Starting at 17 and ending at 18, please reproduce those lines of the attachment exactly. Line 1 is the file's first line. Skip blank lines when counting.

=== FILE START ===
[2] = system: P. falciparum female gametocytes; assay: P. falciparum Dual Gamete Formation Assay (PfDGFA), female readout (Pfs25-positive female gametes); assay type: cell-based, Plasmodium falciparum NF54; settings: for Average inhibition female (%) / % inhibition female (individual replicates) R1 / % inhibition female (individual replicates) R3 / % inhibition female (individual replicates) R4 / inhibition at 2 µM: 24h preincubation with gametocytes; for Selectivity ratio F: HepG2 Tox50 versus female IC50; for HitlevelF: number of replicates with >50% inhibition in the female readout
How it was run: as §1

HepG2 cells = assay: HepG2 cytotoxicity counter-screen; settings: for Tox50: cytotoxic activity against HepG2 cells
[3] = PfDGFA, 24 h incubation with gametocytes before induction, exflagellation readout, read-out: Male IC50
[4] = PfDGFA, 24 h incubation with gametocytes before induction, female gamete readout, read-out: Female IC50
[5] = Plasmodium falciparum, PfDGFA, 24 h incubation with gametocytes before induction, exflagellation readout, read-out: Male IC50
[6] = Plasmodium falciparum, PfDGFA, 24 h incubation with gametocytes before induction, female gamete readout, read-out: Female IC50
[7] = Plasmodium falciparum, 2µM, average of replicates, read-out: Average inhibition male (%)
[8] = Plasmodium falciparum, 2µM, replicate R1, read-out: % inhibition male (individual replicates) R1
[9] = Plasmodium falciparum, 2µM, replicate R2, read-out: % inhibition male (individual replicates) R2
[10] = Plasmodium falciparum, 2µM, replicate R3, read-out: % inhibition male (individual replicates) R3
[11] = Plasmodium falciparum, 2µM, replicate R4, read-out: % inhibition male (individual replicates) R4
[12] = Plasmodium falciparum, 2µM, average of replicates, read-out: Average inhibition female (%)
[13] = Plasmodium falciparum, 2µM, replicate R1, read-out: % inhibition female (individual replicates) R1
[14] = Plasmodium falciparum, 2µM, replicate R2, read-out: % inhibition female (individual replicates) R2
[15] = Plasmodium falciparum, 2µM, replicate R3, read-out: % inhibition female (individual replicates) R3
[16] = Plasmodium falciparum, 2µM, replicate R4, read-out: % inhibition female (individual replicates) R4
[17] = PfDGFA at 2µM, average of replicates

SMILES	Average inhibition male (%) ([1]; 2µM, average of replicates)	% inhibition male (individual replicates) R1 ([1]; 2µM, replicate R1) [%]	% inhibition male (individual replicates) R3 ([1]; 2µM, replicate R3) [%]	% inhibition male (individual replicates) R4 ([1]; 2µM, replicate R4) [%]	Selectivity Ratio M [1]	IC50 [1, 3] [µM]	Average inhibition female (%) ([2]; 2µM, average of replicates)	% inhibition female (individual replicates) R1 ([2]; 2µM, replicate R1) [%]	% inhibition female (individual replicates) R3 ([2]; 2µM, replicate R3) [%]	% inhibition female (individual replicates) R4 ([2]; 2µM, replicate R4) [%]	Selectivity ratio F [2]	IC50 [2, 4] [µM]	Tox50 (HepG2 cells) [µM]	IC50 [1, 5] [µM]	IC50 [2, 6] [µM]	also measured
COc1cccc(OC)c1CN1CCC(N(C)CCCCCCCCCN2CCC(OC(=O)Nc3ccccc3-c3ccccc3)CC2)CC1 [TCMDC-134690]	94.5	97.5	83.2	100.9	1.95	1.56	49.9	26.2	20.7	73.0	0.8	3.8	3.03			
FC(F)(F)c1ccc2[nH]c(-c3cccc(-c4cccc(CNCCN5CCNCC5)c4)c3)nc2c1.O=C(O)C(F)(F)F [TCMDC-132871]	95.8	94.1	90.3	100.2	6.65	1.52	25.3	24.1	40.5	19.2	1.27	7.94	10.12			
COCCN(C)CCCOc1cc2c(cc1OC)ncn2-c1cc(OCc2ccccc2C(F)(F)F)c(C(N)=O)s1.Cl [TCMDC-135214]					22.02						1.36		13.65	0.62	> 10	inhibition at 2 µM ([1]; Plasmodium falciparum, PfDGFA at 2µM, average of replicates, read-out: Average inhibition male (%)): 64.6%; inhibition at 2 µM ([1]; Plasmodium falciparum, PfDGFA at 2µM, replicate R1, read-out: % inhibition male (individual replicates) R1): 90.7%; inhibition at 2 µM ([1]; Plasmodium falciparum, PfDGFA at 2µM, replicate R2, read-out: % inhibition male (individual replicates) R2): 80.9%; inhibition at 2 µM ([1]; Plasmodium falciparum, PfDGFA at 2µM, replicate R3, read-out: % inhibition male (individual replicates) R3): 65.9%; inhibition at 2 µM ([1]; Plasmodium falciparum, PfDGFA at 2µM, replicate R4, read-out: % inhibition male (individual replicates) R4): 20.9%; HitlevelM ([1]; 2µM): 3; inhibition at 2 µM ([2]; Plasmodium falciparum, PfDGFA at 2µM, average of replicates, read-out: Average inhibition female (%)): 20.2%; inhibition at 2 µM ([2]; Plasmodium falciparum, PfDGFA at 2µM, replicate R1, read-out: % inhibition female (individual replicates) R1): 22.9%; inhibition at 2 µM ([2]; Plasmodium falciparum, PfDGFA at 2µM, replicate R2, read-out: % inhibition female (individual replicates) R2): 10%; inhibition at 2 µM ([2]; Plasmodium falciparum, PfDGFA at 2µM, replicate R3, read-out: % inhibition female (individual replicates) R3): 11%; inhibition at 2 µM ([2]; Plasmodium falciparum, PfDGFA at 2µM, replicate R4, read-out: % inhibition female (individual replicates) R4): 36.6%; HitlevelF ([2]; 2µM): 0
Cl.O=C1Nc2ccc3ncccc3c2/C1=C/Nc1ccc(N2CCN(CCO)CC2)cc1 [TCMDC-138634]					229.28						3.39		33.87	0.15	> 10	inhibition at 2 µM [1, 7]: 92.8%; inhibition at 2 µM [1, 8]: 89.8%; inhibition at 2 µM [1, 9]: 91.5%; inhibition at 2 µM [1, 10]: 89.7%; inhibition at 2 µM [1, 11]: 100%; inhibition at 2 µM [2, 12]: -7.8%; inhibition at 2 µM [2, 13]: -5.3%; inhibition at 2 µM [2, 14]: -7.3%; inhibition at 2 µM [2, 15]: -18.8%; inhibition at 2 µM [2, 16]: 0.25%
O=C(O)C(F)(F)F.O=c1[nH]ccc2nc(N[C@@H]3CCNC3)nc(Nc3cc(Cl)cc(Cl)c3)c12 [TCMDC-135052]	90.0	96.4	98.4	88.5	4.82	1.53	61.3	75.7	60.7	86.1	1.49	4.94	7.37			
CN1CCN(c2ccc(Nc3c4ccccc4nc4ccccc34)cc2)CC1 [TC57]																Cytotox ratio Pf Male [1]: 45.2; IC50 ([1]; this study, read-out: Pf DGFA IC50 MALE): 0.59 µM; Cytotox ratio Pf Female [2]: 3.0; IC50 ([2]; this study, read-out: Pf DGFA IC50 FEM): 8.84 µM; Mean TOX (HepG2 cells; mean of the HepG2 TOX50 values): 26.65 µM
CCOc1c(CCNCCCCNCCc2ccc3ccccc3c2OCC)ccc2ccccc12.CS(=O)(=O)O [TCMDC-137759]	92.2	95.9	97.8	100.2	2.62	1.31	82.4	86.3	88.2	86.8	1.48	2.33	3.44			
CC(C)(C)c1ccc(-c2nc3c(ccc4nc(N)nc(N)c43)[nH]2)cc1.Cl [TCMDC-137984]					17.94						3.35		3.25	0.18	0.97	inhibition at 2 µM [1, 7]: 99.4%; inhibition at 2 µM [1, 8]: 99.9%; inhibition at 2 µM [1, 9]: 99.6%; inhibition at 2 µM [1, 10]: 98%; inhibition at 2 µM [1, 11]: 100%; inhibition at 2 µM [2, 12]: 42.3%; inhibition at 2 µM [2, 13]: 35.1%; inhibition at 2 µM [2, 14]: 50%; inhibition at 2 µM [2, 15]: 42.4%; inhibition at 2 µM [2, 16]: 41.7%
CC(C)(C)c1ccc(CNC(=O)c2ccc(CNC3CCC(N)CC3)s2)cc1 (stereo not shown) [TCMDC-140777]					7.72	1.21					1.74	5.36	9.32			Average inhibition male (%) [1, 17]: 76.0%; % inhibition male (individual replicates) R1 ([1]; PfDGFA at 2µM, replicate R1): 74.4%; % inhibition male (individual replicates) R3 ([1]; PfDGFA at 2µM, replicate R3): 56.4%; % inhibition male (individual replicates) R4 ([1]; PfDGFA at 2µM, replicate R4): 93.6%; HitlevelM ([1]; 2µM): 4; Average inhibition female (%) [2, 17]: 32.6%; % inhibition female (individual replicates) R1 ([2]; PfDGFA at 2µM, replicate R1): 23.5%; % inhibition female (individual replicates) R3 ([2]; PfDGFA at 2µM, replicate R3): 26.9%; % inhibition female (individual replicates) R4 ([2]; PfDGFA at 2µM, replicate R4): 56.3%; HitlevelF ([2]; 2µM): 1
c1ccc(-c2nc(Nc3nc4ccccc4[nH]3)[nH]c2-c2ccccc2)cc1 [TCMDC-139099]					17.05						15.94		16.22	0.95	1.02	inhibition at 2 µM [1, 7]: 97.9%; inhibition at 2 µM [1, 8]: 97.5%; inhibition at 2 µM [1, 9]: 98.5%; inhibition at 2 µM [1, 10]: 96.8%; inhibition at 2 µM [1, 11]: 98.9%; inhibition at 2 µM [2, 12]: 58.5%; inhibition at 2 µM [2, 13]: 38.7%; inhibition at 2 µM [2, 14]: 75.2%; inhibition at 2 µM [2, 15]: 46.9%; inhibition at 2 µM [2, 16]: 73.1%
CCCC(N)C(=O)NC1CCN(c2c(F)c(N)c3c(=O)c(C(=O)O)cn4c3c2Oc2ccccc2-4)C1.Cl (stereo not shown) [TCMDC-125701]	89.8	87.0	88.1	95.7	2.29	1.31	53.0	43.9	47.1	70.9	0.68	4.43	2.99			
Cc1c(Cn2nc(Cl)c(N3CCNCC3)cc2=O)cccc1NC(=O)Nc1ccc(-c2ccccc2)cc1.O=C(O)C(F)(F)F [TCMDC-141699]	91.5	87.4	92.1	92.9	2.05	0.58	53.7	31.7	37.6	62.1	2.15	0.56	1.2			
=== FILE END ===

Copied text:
[16] = Plasmodium falciparum, 2µM, replicate R4, read-out: % inhibition female (individual replicates) R4
[17] = PfDGFA at 2µM, average of replicates